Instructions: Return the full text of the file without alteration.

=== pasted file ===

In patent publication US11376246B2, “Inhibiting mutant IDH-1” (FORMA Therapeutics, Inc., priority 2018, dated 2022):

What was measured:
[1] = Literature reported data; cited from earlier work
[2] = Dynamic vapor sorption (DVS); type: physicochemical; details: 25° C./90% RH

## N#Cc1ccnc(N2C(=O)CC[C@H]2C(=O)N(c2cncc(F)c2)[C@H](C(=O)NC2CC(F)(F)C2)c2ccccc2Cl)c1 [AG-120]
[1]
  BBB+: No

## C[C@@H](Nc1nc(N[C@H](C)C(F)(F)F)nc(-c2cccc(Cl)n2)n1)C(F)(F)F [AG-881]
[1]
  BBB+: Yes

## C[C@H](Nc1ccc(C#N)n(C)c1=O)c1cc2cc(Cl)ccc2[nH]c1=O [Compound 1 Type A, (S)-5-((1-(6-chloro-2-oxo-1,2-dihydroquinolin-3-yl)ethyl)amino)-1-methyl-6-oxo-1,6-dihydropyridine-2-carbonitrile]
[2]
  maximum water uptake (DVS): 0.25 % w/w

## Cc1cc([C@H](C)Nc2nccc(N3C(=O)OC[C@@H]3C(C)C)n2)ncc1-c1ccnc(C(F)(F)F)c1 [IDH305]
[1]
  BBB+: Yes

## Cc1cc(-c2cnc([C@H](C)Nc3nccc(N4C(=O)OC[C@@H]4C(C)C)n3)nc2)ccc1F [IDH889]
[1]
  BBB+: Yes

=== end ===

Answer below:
In patent publication US11376246B2, “Inhibiting mutant IDH-1” (FORMA Therapeutics, Inc., priority 2018, dated 2022):

What was measured:
[1] = Literature reported data; cited from earlier work
[2] = Dynamic vapor sorption (DVS); type: physicochemical; details: 25° C./90% RH

## N#Cc1ccnc(N2C(=O)CC[C@H]2C(=O)N(c2cncc(F)c2)[C@H](C(=O)NC2CC(F)(F)C2)c2ccccc2Cl)c1 [AG-120]
[1]
  BBB+: No

## C[C@@H](Nc1nc(N[C@H](C)C(F)(F)F)nc(-c2cccc(Cl)n2)n1)C(F)(F)F [AG-881]
[1]
  BBB+: Yes

## C[C@H](Nc1ccc(C#N)n(C)c1=O)c1cc2cc(Cl)ccc2[nH]c1=O [Compound 1 Type A, (S)-5-((1-(6-chloro-2-oxo-1,2-dihydroquinolin-3-yl)ethyl)amino)-1-methyl-6-oxo-1,6-dihydropyridine-2-carbonitrile]
[2]
  maximum water uptake (DVS): 0.25 % w/w

## Cc1cc([C@H](C)Nc2nccc(N3C(=O)OC[C@@H]3C(C)C)n2)ncc1-c1ccnc(C(F)(F)F)c1 [IDH305]
[1]
  BBB+: Yes

## Cc1cc(-c2cnc([C@H](C)Nc3nccc(N4C(=O)OC[C@@H]4C(C)C)n3)nc2)ccc1F [IDH889]
[1]
  BBB+: Yes